22 August 2020

How does Diabetes affect your teeth

1. Is there a link between Diabetes and Gum disease?
Yes. Diabetes is in fact a major risk factor for periodontitis (severe gum disease).

2. What are the most common oral problems from diabetes?
· Gingivitis (mild form of gum disease: red swollen bleeding gum)
· Periodontitis (moderate to severe form of gum disease: red swollen bleeding gum, changes in the fit of denture, bad breath, gingival recession, loose teeth, infection)
· Thrush (sore red or white patches on your gums, tongue, cheek and on the roof of the mouth), sometimes those patches turn into open sores
· Dry mouth (dry feeling in your mouth, difficulty chewing, eating and swallowing)

3. Why people with diabetes are more prone to gum diseases and decay?
Uncontrolled blood sugar levels can cause levels of glucose to rise in the saliva and this creates a breeding ground for bacteria, increasing the risk of gum disease and dental decay.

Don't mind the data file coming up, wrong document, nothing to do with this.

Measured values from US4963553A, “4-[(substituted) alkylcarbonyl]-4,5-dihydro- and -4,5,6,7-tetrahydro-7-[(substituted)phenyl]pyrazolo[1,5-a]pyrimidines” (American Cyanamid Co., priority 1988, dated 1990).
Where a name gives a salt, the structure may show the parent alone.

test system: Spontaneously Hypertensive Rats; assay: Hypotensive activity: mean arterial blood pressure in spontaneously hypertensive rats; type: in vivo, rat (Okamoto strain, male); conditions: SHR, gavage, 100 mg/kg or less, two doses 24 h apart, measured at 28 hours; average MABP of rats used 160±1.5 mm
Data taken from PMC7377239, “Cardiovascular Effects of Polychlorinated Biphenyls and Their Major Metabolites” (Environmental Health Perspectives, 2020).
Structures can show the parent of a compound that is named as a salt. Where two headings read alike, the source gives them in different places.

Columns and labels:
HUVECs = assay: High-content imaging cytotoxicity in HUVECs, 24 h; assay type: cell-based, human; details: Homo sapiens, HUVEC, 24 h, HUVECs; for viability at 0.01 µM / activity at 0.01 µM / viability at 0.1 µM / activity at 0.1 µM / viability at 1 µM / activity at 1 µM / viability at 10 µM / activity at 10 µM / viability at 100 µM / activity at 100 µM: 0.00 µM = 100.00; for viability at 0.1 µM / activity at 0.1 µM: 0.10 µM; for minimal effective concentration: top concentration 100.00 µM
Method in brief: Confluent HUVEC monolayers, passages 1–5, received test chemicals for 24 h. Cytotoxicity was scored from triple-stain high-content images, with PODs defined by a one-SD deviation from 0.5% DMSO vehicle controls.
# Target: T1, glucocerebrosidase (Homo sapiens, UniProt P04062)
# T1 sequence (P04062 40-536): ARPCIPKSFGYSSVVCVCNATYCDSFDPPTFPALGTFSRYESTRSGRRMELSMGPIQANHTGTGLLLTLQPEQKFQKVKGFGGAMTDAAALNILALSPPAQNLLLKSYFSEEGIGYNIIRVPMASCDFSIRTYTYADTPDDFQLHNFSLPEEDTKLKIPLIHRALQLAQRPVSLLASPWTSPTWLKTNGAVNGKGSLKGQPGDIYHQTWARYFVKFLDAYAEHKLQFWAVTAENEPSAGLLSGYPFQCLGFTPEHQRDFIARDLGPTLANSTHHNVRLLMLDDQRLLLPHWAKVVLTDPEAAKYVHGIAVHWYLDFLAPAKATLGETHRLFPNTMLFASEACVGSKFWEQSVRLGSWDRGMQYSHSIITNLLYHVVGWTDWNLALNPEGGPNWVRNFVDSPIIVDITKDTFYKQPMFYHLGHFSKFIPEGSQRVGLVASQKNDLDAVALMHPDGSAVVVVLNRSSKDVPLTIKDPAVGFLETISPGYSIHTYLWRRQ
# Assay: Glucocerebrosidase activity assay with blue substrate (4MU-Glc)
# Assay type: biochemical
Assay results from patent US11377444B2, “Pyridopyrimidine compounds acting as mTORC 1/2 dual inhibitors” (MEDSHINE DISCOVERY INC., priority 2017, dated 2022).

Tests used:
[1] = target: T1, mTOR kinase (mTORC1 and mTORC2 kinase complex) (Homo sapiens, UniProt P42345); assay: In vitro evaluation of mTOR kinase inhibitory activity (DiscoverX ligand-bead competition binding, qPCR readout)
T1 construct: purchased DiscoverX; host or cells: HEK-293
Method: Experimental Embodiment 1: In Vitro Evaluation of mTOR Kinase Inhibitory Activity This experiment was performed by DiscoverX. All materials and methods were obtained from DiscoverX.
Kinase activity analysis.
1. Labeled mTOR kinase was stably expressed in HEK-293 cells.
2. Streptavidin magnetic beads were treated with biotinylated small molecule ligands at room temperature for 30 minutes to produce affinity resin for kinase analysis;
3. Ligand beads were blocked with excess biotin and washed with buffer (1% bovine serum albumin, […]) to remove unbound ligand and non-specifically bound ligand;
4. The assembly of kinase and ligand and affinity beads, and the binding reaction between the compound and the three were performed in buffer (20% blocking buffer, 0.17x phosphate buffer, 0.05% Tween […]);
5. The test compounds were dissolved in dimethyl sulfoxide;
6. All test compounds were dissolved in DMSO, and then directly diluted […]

4. How can I help manage this at home?
· Keeping blood sugar level under control is a good start
· Antiseptic mouthwash can be helpful but thoroughly brushing your teeth twice a day and flossing are essential
· If you wear a denture, clean it everyday
· Visit your dentist regularly and have regular professional cleans

5. How can dentists help you fight diabetes?
Studies have shown that treating gum diseases can improve blood sugar control by having professional deep cleanings done by your dentist/hygienist can help to lower your HbA1c (a lab test that shows your blood sugar level).


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